Technology & Trade
Report

Great Responsibility

A Legislative Reform Agenda for U.S. Arms Transfers and Civilian Harm

Provide lawmakers with a comprehensive summary of existing recommendations for arms transfers reform that can be implemented through legislation and oversight.

  • October 13, 2020

International arms sales represent an enduring and prominent feature of U.S. foreign policy. Yet arms transfers come with inherent risks, and too often U.S. weapons contribute to global tensions, human rights violations, and civilian harm.

In recent years, Congress has relinquished its oversight responsibilities over who receives U.S. weapons and how they are used, often to devastating results.

Executive Summary

At a moment when U.S. arms transfers are making headlines for the wrong reasons – from Yemen to the Philippines and Latin America – members of Congress find themselves with few options to withhold U.S.-made weapons from governments that suppress democracy, systematically violate human rights, or devastate civilian populations caught in armed conflict.

Since the passage of the hallmark Arms Export Control Act in 1978, Congress has gradually relinquished to the executive branch all meaningful oversight over who receives U.S. weapons and how they are used. Congress’ deference has allowed the executive to prioritize the perceived short-term strategic and economic benefits of
arms transfers to the detriment of more enduring national interests, foreign policy objectives, and fundamental U.S. values. The result is a clear association between U.S.-made armaments and the death of children in Yemen; human rights abuses in Cameroon and Nigeria; and the spread of weapons to groups like the Islamic State and criminal gangs in Central America. In 2019, President Trump used emergency powers to authorize an arms transfer to Saudi Arabia and the United Arab Emirates (UAE) despite overwhelming bipartisan opposition, exposing the true limits of Congressional power. The current state of affairs is untenable, and reform is long overdue.

Congress has the tools to ensure that arms transfers and related services better reflect American values and promote long-term American interests. Congress can accomplish this through a concerted focus on re-establishing its role and fulfilling its responsibilities, along with creative legislation and targeted oversight. This report identifies several opportunities for much-needed legislative reform to the U.S. arms transfers system.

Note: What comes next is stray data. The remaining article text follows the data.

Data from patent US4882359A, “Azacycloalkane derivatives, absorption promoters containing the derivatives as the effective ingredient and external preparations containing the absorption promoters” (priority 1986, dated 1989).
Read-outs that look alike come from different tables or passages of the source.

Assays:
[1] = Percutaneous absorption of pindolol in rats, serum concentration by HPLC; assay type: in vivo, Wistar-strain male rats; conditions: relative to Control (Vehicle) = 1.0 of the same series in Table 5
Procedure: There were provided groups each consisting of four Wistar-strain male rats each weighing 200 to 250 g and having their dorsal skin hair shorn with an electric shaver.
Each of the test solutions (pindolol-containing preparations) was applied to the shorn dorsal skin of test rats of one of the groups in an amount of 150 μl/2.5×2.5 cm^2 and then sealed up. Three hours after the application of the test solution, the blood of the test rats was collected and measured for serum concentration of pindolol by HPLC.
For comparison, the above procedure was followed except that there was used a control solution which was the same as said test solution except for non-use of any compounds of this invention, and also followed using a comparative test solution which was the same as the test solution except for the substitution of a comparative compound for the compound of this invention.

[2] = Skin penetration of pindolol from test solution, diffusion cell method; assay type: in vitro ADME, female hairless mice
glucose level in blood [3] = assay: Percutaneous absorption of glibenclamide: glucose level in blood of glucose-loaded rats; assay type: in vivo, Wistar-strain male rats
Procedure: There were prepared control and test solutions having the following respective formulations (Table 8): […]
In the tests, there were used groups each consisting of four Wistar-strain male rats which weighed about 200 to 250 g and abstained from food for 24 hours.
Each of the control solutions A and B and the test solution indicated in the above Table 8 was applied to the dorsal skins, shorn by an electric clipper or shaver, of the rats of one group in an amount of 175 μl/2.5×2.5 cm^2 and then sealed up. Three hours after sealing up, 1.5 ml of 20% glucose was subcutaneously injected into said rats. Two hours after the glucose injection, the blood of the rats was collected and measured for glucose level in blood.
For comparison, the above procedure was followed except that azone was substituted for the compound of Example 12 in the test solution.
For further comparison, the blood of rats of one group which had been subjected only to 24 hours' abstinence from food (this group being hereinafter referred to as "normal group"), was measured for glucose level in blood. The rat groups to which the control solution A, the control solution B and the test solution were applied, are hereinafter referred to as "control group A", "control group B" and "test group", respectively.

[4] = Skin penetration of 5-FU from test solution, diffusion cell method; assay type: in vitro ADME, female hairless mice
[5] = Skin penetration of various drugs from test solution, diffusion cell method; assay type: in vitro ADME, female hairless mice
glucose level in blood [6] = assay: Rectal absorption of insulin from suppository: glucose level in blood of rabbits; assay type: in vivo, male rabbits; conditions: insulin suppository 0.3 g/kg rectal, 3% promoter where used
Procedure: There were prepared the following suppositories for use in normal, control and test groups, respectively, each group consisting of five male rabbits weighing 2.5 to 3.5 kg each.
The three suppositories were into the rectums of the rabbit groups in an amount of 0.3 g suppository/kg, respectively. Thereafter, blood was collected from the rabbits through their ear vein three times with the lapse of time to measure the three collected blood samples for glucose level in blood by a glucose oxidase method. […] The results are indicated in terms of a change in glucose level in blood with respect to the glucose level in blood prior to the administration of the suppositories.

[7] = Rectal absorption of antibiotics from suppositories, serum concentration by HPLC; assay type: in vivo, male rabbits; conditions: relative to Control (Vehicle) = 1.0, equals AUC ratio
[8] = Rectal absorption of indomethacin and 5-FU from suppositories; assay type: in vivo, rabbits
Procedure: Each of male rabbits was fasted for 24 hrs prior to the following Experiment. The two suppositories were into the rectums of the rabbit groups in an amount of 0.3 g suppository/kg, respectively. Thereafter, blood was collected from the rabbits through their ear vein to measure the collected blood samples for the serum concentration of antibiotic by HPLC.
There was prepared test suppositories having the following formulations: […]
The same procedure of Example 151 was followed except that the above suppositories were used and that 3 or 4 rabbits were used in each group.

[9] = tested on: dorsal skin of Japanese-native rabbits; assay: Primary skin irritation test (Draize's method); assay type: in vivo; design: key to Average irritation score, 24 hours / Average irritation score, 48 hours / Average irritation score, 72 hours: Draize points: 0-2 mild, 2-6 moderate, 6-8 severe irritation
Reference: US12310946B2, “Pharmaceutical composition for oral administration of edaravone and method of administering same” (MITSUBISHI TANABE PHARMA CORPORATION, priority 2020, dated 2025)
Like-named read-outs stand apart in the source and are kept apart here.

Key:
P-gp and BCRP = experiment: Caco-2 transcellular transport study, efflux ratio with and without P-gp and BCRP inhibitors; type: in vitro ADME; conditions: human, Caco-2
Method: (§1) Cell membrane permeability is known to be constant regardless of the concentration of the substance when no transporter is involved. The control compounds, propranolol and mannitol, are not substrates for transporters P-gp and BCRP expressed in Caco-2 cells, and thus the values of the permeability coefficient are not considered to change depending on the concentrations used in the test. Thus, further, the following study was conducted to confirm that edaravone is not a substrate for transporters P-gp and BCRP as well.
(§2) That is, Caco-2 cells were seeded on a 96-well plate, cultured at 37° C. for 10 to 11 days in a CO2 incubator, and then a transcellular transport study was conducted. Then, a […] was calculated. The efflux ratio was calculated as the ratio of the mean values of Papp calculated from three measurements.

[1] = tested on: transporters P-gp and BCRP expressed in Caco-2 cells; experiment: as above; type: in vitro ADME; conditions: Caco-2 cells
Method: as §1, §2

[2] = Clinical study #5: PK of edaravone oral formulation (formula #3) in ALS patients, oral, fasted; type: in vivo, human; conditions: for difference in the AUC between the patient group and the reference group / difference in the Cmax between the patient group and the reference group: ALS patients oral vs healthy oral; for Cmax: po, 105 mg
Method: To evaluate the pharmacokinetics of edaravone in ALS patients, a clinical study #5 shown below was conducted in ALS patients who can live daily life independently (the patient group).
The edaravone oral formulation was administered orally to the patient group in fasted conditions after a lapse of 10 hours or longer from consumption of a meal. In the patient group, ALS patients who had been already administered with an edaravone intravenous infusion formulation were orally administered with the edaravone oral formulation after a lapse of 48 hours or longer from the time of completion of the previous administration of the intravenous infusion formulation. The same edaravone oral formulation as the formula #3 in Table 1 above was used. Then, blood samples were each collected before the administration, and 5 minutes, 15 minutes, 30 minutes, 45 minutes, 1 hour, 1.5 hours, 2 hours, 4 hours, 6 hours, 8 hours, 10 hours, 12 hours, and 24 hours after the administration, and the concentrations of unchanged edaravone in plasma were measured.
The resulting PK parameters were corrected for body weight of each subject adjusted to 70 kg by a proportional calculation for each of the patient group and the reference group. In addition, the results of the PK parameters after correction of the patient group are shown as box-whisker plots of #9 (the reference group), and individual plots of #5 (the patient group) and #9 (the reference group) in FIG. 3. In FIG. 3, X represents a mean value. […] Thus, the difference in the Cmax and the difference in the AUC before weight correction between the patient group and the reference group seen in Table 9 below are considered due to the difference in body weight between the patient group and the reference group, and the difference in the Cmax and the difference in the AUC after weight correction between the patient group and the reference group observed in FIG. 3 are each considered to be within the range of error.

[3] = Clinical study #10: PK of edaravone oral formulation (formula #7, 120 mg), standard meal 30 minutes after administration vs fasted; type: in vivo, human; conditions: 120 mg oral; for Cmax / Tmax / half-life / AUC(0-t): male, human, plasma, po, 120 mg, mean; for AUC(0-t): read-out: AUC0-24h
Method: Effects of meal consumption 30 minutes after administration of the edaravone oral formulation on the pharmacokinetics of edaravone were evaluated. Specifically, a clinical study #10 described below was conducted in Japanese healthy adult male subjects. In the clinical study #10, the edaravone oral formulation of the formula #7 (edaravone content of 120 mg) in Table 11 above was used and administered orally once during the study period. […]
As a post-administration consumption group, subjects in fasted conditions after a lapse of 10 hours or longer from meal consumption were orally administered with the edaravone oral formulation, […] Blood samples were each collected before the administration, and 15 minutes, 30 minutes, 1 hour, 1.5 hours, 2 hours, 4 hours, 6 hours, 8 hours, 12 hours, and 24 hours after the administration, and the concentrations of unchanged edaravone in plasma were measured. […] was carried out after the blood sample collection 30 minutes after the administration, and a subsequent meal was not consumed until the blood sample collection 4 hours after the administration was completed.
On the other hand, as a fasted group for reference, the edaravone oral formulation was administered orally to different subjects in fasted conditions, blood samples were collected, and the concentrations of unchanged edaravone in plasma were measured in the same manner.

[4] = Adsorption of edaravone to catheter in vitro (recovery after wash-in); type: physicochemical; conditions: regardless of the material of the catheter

First, this brief identifies four major categories of concern with the current state of U.S. arms transfers:

  • Current protocols and controls fail to adequately protect human rights, increasing the risk of provoking further regional and global instability;
  • U.S. arms transfers risk facilitating corruption abroad;
  • The executive branch has significant discretion to circumvent Congress’ oversight and approval on arms transfers;
  • A lack of transparency in the arms transfer process precludes appropriate public scrutiny and debate about arms transfer decisions.

On the basis of these concerns, and drawing from the most common recommendations made by leading experts and organizations, this brief presents a legislative reform agenda composed of recommendations for Congress that achieve three main goals:

  1. Clarifying additional requirements and responsibilities for the executive branch when negotiating and engaging in arms transfers, in order to mitigate against human rights violations and corruption risks;
  2. Strengthening Congressional oversight and responsibility for approving or disapproving arms transfers; and
  3. Increasing public transparency and awareness of both proposed and completed arms transfers.

The intent of this brief is to provide lawmakers with a comprehensive summary of existing recommendations for arms transfers reform that can be implemented through legislation and oversight.

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